According to Tom Staszak, the Generational Equity managing director that worked on the deal, “The deal we negotiated on the behalf of TVF was truly a win-win scenario. I felt confident at the time that CREO and the new owners of TVF would form a great team, but over the past six years they have surpassed my expectations and have done a great job in creating a brand and a company together.”

CREO Capital Partners, formed in 2005, has “acquired controlling and minority interests in 16 companies, with over a dozen in the broader food, beverage, and consumer sectors.” The firm “focuses on the middle market, where we partner with excellent management teams to build long term, fundamental value for our investors, partners, and employees.”

This was clearly the case with TVF and the related synergistic acquisitions and startups CREO Capital has made since 2008.

Of course not every private equity transaction performs as well as the TVF/CREO Capital combination. And success just doesn’t happen; it takes hard work, teamwork, a willingness to think strategically, and the ability to create and market products in a competitive industry.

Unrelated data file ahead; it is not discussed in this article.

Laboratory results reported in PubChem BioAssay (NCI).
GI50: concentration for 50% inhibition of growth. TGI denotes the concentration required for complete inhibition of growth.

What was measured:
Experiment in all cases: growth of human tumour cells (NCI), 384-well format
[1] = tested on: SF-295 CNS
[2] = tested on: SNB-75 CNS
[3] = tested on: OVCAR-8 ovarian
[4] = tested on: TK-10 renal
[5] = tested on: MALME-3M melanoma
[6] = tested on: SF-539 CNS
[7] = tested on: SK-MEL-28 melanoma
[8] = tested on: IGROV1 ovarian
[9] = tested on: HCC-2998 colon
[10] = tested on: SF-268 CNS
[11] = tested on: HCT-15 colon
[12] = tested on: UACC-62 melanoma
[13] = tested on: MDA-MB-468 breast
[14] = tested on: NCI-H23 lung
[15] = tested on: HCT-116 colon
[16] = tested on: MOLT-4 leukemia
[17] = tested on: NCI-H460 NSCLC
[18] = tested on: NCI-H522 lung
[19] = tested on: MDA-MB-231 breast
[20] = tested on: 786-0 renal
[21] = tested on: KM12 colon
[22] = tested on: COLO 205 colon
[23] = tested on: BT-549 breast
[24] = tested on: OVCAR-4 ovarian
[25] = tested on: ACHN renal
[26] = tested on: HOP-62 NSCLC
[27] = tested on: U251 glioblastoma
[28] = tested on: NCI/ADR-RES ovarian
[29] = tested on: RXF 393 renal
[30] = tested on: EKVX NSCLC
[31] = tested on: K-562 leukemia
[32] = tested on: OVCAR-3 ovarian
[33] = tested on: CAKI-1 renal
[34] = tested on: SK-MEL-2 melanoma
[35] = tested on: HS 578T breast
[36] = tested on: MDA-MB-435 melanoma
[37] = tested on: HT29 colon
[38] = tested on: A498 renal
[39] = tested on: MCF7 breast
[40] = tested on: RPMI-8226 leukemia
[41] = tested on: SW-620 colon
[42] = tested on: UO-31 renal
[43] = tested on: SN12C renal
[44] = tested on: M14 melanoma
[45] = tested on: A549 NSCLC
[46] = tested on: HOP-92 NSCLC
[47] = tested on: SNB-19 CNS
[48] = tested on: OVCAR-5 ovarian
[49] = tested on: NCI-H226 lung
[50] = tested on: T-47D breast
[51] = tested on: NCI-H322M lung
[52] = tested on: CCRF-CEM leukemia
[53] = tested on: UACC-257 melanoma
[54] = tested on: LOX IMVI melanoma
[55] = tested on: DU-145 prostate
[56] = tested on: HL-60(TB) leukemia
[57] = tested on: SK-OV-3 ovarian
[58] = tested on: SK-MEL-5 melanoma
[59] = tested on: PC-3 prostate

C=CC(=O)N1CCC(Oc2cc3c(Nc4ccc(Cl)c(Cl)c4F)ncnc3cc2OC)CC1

The deal teams with Generational Equity work hard for our clients to find synergistic relationships like this. We aren’t always as successful as this, but more often than not, given our team’s experience, skill, and diligence, we are very successful in finding optimal buyers and structuring deals for our clients. Even though not every privately held middle-market company is a logical target for a PEG, having an M&A advisor like Generational Equity evaluating and then marketing your company will give you a better chance of finding the best buyer for your business.

Carl Doerksen is the Director of Corporate Development at Generational Equity.